There’s something great about the sweet stick-to-your teeth Bit-O-Honey that everybody knows and loves. It’s a nostalgic treat that’s been around for what feels like an eternity. But did you know all the chewy details of its past?
Bit-O-Honey first took the stage in 1924. In that year, Schutter-Johnson Company, based in Chicago, Illinois, created a new kind of candy bar. A bar made of almond bits in a honey-flavored taffy; Bit-O-Honey was a far cry from popular chocolate bars at the time.
Made with egg white for extra chew, the six pieces of taffy wrapped in wax paper were a huge success. People were craving that taffy from the minute it was on the market!
Then in 1969, Schutter-Johnson Company merged with NYC’s Ward Company, the makers of Chunky, Oh Henry! and Raisinets. It was during the time of this merger that a chocolate version of the treat, aptly named, Bit-O-Chocolate was made. However, something about the chocolate variety didn’t catch on, and the product was later discontinued.
Other flavors like Bit-O-Licorice and Bit-O-Peanut Butter were also made, but, once again, failed to find wide approval. Clearly, when it comes to Bit-O-Honey, if it ain’t broke, don’t fix it!
Although the different flavors didn’t work out so well, there was an addition from the late 70’s that did manage to stick around. Can you guess what it is? The Bit-O-Honey bumblebee, of course!
This guy has been adorning Bit-O-Honey wrappers for over 30 years! And, just like the original flavor, he doesn’t seem to be going anywhere.
Nestle bought the Bit-O-Honey brand in 1984, and just last year, Pearson’s Candy Company purchased Bit-O-Honey from Nestle. But while this classic treat has been shuffled around quite a bit in its day, you can bet that the Bit-O-Honey you bite into now is just as good as the original.
Nothing says childhood quite like PEZ. There’s something nostalgic about these familiar little treats that bring back memories of yesteryear with each and every bite. But would you believe that your favorite PEZ didn’t start out as the fruity candy we know and love today? It’s true! In fact, this is one candy that has a history that may surprise you.
Pfefferminz to PEZ
Eduard Haas III invented PEZ in 1927, in Vienna, Austria. The name of the candy originated from the German word for peppermint, which happens to be “pfeffermintz.” Haas took the ‘p,’ ‘e,’ and ‘z’ from the German word to get the candy’s name, PEZ. And after eight years, the company was doing so well that they had to build a factory in Czechoslovakia to increase production.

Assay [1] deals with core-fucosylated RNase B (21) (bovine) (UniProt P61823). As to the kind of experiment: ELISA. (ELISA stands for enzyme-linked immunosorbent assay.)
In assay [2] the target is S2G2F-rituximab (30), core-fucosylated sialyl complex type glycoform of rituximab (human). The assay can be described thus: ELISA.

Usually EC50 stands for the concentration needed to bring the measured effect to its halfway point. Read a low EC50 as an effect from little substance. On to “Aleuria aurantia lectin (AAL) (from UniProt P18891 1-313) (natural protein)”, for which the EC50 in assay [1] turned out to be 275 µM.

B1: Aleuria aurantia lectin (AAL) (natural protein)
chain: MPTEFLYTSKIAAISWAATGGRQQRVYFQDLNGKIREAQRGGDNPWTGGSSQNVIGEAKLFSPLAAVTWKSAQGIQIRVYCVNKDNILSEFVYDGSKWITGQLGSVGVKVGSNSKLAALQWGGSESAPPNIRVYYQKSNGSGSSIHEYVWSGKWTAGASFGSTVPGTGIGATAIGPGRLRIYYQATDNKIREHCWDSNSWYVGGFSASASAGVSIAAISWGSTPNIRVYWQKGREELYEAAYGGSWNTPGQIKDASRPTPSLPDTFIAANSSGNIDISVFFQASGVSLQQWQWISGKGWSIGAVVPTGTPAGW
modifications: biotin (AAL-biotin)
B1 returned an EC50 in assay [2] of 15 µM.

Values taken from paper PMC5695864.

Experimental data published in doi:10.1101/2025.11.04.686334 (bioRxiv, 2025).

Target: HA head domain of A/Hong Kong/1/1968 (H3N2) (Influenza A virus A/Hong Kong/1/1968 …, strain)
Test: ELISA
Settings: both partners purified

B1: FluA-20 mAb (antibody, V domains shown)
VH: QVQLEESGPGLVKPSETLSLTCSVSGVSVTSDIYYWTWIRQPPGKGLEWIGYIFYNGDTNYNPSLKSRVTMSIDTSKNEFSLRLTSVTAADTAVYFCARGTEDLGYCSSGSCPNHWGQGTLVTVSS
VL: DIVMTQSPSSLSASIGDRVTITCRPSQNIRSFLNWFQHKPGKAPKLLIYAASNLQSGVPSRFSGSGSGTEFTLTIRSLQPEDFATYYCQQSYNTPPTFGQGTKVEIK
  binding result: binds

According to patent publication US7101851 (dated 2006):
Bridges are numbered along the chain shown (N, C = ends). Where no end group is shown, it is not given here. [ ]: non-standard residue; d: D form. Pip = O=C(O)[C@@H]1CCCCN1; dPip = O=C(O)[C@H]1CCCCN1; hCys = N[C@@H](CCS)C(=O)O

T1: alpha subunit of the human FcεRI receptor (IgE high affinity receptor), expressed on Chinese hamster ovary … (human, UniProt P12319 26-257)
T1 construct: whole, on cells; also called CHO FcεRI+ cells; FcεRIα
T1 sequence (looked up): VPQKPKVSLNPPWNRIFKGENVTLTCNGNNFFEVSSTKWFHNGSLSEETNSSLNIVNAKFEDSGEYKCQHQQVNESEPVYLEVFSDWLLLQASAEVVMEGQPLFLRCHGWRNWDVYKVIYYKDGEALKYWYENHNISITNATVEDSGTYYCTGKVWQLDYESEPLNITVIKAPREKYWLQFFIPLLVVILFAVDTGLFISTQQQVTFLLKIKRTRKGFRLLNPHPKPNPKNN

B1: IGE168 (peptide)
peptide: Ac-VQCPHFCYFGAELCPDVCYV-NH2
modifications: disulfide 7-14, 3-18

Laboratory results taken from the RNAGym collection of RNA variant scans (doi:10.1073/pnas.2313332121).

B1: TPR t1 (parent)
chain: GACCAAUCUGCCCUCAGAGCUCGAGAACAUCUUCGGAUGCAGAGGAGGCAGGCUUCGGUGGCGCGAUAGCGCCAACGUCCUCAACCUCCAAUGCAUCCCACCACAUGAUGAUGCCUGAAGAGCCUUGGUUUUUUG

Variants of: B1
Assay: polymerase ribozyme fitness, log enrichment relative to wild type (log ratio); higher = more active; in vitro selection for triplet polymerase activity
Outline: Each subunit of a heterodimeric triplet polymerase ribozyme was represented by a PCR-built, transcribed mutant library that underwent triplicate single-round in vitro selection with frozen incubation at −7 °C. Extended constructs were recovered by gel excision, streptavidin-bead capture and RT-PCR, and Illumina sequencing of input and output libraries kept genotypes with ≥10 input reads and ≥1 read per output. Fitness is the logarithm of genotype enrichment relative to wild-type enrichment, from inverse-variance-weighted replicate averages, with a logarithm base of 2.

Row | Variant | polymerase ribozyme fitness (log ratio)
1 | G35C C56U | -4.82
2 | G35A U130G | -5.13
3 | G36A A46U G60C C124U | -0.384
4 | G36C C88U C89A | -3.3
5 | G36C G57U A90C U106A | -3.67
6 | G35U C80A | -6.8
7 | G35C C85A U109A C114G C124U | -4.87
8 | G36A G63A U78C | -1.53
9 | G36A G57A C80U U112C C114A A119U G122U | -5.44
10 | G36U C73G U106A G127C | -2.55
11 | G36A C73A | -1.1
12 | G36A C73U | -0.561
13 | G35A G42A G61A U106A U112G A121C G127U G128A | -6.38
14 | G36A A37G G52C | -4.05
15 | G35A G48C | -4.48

PEZ For Your Health
Then in 1948, Oscar Uxa revolutionized the PEZ experience, designing a PEZ dispenser that allowed one piece of candy to be dispensed at a time. This was a sanitary measure that prevented people from touching every piece of candy before choosing one. However, it also doubled as an anti-smoking campaign.
The push for people to eat PEZ instead of smoking a cigarette was a real one. In fact, early slogans for the candy boasted, “No smoking, PEZing Allowed” as Haas hoped his candy might lower smoking rates.
PEZ in the USA
It wasn’t until 1952 that PEZ made their way to the United States. In that year, the first U.S. PEZ headquarters were established in New York City. Despite PEZ’s success in Europe, Curtis Allina, the first president of PEZ in the U.S., found the candy difficult to sell because of the strong peppermint flavor. So, in an attempt to draw children to the brand, PEZ came up with the idea to create fruity flavored versions and cute, character-themed dispensers.
The idea worked. In no time, children and adults alike were in love with PEZ. The very first dispensers available were a Full-body Santa, Robot, and Space Gun. And since then, the character-themed dispensers have really taken off! Today, there are countless different PEZ dispensers to choose from, and ten different candy flavors available. We have Hello Kitty PEZ Dispensers, Marvel Superhero PEZ dispensers, and everything in between. There really is a PEZ for everybody.
And while PEZ are sold worldwide, the PEZ candy that you eat in the USA is made in America. So with a single satisfying click of any PEZ dispenser, you can feel good knowing that the candy in your mouth is really much closer to home than you would expect.
Snap From The Past
Black licorice. Some people love it. Some people hate it. But no matter where you stand on the licorice spectrum, wouldn’t licorice be better if it was coated in something sweet? Like candy? We think so, and apparently we’re not alone. You see, the good people at the American Licorice Company are one step ahead of you, and have been for quite a few decades.
An Instant Classic
The American Licorice Company started in 1914 in Chicago, Illinois. Back then, their very first candy was licorice twists. Next came licorice cigarettes and cigars, during the Great Depression. As it turns out, when times were tough, people seemed to need a candy fix even more than when the living was easy. It wasn’t until the 1930s that The Original Snaps Classic Chewy Candy appeared on the main stage.
Snaps, with their licorice center and pastel candy coating, became an instant classic. Originally, they were sold in distinctive red boxes for only 2 cents each. That’s a bargain you won’t see anymore! Even the packaging boasted of the Snaps success, deeming them the “Classic Chewy Candy.” There’s no doubt that these were a fantastic hit.